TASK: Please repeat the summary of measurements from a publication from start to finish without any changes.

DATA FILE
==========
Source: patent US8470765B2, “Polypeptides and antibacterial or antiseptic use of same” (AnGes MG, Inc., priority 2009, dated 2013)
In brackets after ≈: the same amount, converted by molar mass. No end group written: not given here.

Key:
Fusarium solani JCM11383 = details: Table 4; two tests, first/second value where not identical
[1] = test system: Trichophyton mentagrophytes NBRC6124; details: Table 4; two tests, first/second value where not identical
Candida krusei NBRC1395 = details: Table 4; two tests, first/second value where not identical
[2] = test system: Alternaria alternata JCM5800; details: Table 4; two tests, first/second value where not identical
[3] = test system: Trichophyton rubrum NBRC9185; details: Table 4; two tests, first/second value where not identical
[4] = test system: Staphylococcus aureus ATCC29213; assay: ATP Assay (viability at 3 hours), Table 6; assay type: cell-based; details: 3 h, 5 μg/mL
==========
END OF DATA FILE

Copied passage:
Source: patent US8470765B2, “Polypeptides and antibacterial or antiseptic use of same” (AnGes MG, Inc., priority 2009, dated 2013)
In brackets after ≈: the same amount, converted by molar mass. No end group written: not given here.

Key:
Fusarium solani JCM11383 = details: Table 4; two tests, first/second value where not identical
[1] = test system: Trichophyton mentagrophytes NBRC6124; details: Table 4; two tests, first/second value where not identical
Candida krusei NBRC1395 = details: Table 4; two tests, first/second value where not identical
[2] = test system: Alternaria alternata JCM5800; details: Table 4; two tests, first/second value where not identical
[3] = test system: Trichophyton rubrum NBRC9185; details: Table 4; two tests, first/second value where not identical
[4] = test system: Staphylococcus aureus ATCC29213; assay: ATP Assay (viability at 3 hours), Table 6; assay type: cell-based; details: 3 h, 5 μg/mL